The handloom weaver, while carrying his finished products to the nearest center of commerce, became familiar with the countryside (and with the women in whose kitchens he settled temporarily to weave thread.) The distances to be covered were often considerable and (except for the above mentioned diversion) the only relief from the rigors of the road was to be found in the weavers' howffs (poor inns). Over a glass of 'tuppeny' a man could exchange gossip, talk politics, boast of his conquests, and roar out his defiance of a world seemingly bent on starving him. Even after the old travelling weavers had been absorbed into the mills, their songs retained much of the old pride and defiance. This song belongs to the period of nearly 200 years ago, when weaving was just changing from a handicraft to an industry. Originally from Kincardinshire in southern Scotland, it is now widely sung throughout the southern and eastern regions.

FOURPENCE A DAY
This song is over a hundred years old. Still current in parts of northeast Yorkshire, it is attributed to Thomas Raine, lead-miner and bard of Teesdale. The lead mines in this area have been worked since Roman times. The operators worked these small mines on skinflint principles. The washing rakes, where the lead-bearing rocks were separated from the clay and gravel, were usually operated by young boys or old disabled miners. The mine owners were supposed to have become so incensed by the song that they closed the pits and imported leadminers from Germany. The song was collected by Joan Littlewood and Ewan MacColl from John Gowland, retired lead-miner of Middleton-in-Teesdale.

COSHER BAILEY'S ENGINE
The real life hero of this song was a Monmouth ironmaster who built the Taff Vale Railway along the Aberdare Valley in 1846. According to legend, he drove the first train along the railway himself and got stuck in a tunnel, an event immortalized in several verses of the song. It has dozens of verses, many quite rough, some completely unsuitable for respectable company. It is sung to the tune of the traditional Welsh song The Black Pig. A.L. Lloyd informs us that the motif of the Devil allowing a master to set up a Hell of his own (usually a foundry or mine) is a familiar one in industrial folklore. The version sung by Mr. MacColl was collected by Alan Lomax from the singing of John H. Davies of Treorchy, South Wales.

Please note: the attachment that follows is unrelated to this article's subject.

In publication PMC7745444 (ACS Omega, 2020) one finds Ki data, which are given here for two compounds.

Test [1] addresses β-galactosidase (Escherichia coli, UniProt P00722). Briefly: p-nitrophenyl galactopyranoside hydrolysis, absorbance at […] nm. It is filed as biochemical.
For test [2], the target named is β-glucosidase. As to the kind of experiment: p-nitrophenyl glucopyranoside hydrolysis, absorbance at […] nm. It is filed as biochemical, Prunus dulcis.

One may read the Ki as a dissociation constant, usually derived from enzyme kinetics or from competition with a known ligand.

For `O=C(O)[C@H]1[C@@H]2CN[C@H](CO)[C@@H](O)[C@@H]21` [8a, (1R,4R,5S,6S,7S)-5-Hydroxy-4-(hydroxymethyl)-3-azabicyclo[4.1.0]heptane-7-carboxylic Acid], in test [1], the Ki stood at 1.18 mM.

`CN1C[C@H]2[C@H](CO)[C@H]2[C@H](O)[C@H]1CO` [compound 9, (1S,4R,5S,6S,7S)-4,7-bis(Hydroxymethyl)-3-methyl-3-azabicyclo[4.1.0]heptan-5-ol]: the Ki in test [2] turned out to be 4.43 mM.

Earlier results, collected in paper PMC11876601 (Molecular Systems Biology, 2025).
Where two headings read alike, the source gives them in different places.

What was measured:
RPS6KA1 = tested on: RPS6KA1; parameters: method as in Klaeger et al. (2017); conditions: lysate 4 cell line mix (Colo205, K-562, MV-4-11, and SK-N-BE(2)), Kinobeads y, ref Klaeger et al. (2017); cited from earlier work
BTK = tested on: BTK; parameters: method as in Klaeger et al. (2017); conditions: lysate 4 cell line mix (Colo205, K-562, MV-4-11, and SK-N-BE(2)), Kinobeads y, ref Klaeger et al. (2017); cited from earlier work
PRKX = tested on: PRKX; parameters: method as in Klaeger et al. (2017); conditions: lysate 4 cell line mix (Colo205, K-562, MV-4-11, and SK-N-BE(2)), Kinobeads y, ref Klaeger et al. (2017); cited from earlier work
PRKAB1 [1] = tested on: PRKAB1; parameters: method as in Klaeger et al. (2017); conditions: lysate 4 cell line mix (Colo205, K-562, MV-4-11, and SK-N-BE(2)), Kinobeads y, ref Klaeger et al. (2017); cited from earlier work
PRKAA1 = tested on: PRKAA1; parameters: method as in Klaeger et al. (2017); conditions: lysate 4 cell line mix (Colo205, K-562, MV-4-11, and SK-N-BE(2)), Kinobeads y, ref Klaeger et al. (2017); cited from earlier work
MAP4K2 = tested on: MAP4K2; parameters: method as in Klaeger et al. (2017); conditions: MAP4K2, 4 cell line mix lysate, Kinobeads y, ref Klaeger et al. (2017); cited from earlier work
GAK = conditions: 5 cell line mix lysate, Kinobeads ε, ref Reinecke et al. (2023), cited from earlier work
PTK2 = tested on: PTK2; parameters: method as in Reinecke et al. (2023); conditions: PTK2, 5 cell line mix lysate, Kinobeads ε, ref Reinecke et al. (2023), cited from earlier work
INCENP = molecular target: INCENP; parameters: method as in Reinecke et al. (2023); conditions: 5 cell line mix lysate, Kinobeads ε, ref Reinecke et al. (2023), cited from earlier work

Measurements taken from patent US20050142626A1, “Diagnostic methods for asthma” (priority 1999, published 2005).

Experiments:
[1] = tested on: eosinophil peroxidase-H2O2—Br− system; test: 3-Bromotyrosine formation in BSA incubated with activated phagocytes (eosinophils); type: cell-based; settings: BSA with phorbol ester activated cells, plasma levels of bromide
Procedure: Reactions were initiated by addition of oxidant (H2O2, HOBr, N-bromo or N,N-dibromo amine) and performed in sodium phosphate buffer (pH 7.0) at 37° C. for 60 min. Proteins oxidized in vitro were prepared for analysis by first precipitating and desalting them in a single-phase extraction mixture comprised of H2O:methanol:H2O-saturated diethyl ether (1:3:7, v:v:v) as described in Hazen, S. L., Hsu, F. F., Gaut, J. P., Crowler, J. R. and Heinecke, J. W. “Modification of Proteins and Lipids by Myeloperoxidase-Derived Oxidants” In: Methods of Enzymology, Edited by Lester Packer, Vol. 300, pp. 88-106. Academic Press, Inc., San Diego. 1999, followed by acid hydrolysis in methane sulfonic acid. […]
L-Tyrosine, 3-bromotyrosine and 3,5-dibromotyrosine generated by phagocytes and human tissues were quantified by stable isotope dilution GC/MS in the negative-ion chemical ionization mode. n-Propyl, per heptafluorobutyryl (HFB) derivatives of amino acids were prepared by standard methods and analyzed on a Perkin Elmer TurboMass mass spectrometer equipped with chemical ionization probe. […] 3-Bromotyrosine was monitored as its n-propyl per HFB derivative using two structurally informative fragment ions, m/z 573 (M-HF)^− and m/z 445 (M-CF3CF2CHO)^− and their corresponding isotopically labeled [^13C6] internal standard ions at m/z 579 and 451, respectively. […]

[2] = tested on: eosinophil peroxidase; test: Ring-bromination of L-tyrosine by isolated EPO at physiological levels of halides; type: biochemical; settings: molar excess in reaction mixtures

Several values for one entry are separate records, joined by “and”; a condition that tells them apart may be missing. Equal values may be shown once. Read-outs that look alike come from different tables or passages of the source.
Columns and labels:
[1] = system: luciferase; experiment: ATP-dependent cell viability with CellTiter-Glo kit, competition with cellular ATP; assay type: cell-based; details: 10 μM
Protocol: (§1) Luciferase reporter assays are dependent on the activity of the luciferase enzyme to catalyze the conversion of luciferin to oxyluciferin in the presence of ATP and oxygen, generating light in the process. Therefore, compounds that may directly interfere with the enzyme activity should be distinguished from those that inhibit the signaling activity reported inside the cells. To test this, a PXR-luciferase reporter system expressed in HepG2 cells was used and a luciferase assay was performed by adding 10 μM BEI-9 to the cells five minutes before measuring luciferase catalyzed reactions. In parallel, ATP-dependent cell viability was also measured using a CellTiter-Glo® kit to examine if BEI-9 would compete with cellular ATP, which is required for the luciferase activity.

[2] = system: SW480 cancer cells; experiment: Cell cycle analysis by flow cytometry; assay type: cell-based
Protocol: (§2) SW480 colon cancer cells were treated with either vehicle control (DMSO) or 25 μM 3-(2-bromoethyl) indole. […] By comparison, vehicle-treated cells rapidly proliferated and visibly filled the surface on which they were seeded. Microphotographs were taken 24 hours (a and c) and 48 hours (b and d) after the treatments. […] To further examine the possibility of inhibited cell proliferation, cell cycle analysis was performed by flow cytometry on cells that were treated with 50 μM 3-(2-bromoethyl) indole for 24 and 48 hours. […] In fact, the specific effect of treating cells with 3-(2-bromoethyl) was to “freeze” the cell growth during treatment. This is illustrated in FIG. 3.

Notes by KENNETH S. GOLDSTEIN
(Prepared with the kind assistance of A.L. Lloyd and Ewan MacColl)


ABOUT THE SINGER
EWAN MacCOLL is the Scots-born son of a Gaelic-speaking mother and Lowland father from whom he inherited more than a hundred songs. His father, an iron-moulder and militant trade unionist, was so frequently black-listed that the family was forced to be constantly on the move. MacColl has worked as a laborer for the English subsidiary of Anaconda Copper, as well as a garage hand, builders laborer, organizer of the unemployed, journalist on a Textile journal, radio scriptwriter, actor and dramatist.

Since the war, MacColl has written and broadcast extensively about folk music. He was general editor of the British Broadcasting Corporation folk music series, "Ballads and Blues", and frequently took part in Alan Lomax's radio and television shows for B.B.C. His folksong publications include PERSONAL CHOICE, a pocket edition of Scottish folksongs and ballads, and THE SHUTTLE AND THE CAGE, the first published collection of British industrial folk songs. Both of these collections are available from Hargail Music Press, 130 West 56th Street, New York City.

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The Real MacColl
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  • The Real MacColl
    • 1993 - Topic TSCD463 CD

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  • Track List:
    1. Ye Jacobites by Name
    2. Johnny Cope
    3. Cam Ye O'er Frae France
    4. Haughs O' Cromdale
    5. Such a Parcel O'Rogues in a Nation
    6. Farewell to Sicily
    7. Derek Bentley
    8. Johnny O'Breadiesley
    9. Go Down Ye Murderers
    10. Van Diemen's Land
    11. Minorie
    12. Sheep-Crook and Black Dog
    13. The Bramble Briar
    14. One Night as I Lay on My Bed
    15. The Grey Cock
    16. The Blantyre Explosion
    17. Gresford Disaster
    18. The Four Loom Weaver
    19. Song of the Iron Road
    20. Dirty Old Town

  • Musicians
    • Ewan MacColl: Vocals
    • Peggy Seeger: Banjo, Guitar, Backing Vocals
  • Credits
    • Tracks recorded by Bill Leader
    • Compilation by Tony Engle and Simon Geal
    • Photography by Brian Shuel
    • Design by Tony Engle

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The Legend Of Ewan MacColl
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  • The Legend Of Ewan MacColl
    • 1995 - Nectar NTMCD502 CD

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  • Track List:
    1. Dirty Old Town
    2. The Manchester Rambler
    3. The Foggy Dew
    4. My Old Man
    5. Ballad Of Accounting
    6. The Gresford Disaster
    7. The Press Gang
    8. Cam' Ye O'er Frae France?
    9. Derek Bentley
    10. Moving-On Song
    11. The First Time Ever I Saw Your Face